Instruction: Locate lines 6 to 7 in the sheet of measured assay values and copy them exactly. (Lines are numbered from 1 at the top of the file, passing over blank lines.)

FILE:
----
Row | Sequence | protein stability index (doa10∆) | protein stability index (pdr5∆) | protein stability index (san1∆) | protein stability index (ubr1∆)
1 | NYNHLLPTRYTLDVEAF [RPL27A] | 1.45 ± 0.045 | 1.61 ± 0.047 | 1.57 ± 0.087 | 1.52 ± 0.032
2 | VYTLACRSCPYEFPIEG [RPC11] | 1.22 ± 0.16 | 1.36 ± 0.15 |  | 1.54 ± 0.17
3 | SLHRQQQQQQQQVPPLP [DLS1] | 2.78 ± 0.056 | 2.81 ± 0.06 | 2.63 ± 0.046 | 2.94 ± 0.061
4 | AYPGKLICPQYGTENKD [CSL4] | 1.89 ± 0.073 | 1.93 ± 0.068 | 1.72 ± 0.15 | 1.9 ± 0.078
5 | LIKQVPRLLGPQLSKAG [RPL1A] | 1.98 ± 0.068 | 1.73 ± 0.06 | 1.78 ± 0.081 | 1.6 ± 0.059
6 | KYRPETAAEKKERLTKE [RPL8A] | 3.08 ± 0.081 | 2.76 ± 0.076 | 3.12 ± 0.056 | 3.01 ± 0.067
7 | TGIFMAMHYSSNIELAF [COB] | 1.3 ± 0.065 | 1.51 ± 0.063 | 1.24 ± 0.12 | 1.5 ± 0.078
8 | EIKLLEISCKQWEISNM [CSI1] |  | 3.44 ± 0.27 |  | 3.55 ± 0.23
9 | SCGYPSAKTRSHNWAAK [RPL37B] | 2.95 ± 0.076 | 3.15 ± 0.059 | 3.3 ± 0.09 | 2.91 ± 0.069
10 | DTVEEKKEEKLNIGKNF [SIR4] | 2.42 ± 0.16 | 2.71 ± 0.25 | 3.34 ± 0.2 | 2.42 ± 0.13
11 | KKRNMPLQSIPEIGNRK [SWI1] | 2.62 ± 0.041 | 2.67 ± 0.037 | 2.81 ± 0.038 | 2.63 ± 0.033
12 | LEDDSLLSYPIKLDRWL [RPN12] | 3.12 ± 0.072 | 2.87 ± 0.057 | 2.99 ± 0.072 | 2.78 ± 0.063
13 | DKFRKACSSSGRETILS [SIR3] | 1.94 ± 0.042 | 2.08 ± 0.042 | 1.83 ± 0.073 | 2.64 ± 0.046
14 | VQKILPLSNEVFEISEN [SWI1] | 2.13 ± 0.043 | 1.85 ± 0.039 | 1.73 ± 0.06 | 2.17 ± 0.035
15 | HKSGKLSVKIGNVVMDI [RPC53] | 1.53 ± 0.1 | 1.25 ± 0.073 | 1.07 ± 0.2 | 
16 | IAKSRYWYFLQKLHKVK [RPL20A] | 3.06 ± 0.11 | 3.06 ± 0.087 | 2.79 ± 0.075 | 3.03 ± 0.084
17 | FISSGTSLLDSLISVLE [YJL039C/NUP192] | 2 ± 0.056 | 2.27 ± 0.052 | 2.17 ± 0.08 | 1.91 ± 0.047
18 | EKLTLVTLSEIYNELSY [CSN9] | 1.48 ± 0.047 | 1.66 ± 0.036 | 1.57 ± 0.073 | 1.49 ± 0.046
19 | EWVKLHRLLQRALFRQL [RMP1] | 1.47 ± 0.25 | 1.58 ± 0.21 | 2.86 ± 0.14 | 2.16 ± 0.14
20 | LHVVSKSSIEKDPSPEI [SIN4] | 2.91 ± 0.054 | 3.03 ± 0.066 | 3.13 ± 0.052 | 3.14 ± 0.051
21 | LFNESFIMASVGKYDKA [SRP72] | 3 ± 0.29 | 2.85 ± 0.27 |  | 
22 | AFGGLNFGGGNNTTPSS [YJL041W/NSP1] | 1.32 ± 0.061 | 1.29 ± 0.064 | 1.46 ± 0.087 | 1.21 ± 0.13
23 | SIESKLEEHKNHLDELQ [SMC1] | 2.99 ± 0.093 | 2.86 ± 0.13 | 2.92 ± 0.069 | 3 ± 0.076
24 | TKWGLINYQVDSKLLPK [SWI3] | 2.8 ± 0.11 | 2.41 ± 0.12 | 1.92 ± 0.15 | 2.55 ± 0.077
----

5 | LIKQVPRLLGPQLSKAG [RPL1A] | 1.98 ± 0.068 | 1.73 ± 0.06 | 1.78 ± 0.081 | 1.6 ± 0.059
6 | KYRPETAAEKKERLTKE [RPL8A] | 3.08 ± 0.081 | 2.76 ± 0.076 | 3.12 ± 0.056 | 3.01 ± 0.067